I've had to switch gears and migrate to digital software synthesis. It was just becoming the case that I could get more done on a given Saturday with software then I could with soldering or breadboarding analog circuits.
The Raspberry Pi3B showed a lot of potential for electronic music synthesis when I first encountered it in 2018. Later on, for independent projects on radio, I set up several Raspberry Pi4B units to drive various Software Defined Radios. The 4B is an incredible machine for DIY
Using some admitedly crude metrics, I determined that a single $35 Raspberry Pi3B had the functional equivalent of a system made with 2500 LM3900 op amps. I had been developing electronic music circuits with these op amps for years
, they are really interesting. The equivalence of course is not exactly the same as a system that might have been composed of such a large number of linear circuits, only approximate. However, for the case of a Raspberry Pi4B, this equivalence was more like 10000 LM3900 op amps.
The only problem I had with a Raspberry Pi synthesizer is that the available HATs either offered excellent CODECs for audio, but no convenient utility for realtime user interfaces; or there was all you could want for user interface coupling, but not for audio I/O. I was not inimical to making new hardware, but I felt like making new hardware and having to have all the low-level software in order to do anything with high-level software was a longer project than I wanted to take on.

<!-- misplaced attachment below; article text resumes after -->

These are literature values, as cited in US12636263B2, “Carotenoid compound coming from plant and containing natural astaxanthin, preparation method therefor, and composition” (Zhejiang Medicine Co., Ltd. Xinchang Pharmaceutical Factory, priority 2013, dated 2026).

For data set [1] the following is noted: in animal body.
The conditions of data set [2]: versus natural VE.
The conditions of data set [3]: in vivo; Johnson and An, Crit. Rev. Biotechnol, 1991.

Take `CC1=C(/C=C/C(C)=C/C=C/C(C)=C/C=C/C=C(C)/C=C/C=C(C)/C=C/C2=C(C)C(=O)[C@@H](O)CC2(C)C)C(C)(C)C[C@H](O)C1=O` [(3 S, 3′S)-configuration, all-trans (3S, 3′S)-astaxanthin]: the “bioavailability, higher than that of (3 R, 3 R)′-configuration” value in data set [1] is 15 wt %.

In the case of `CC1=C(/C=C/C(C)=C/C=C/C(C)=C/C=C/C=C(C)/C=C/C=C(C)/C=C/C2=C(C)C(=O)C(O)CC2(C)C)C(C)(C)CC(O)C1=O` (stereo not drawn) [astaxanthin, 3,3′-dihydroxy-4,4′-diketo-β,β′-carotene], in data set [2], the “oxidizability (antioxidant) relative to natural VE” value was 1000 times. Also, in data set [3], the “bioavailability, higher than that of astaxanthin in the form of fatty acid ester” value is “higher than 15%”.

As it happened, I subsequently found the Zynthian 4.2
, which had SDIY hardware that covered both bases: UX and audio. And it was already highly integrated with a low-latency Linux distribution, with all the necessary low-level support for the hardware bundled in. As well, it's an open platform, ready for hacking and discovery. And, it had been recent upgraded to the Raspberry Pi4B.
That was the turning point for me: I recently built a Zynthian. It's a power-packed little box, absolutely amazing this much sound generation and signal processing can be done in software!
More detailed notes on my SDIY build of the Zynthian are in my Electronic Music Synthesis blog